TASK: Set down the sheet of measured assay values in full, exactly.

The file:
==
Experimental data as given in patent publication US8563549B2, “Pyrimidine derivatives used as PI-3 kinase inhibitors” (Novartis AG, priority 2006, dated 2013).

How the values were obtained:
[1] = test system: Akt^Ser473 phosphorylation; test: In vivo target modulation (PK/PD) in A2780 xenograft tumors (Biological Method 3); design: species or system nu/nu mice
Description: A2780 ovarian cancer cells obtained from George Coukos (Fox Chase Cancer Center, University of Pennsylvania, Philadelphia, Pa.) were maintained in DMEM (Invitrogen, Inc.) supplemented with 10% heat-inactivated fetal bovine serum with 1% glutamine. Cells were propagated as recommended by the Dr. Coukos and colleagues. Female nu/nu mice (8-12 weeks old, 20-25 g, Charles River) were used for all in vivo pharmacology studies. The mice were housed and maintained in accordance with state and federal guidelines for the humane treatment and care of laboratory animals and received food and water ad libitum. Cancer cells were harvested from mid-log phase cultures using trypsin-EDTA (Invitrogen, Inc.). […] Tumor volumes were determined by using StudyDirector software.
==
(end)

Experimental data as given in patent publication US8563549B2, “Pyrimidine derivatives used as PI-3 kinase inhibitors” (Novartis AG, priority 2006, dated 2013).

How the values were obtained:
[1] = test system: Akt^Ser473 phosphorylation; test: In vivo target modulation (PK/PD) in A2780 xenograft tumors (Biological Method 3); design: species or system nu/nu mice
Description: A2780 ovarian cancer cells obtained from George Coukos (Fox Chase Cancer Center, University of Pennsylvania, Philadelphia, Pa.) were maintained in DMEM (Invitrogen, Inc.) supplemented with 10% heat-inactivated fetal bovine serum with 1% glutamine. Cells were propagated as recommended by the Dr. Coukos and colleagues. Female nu/nu mice (8-12 weeks old, 20-25 g, Charles River) were used for all in vivo pharmacology studies. The mice were housed and maintained in accordance with state and federal guidelines for the humane treatment and care of laboratory animals and received food and water ad libitum. Cancer cells were harvested from mid-log phase cultures using trypsin-EDTA (Invitrogen, Inc.). […] Tumor volumes were determined by using StudyDirector software.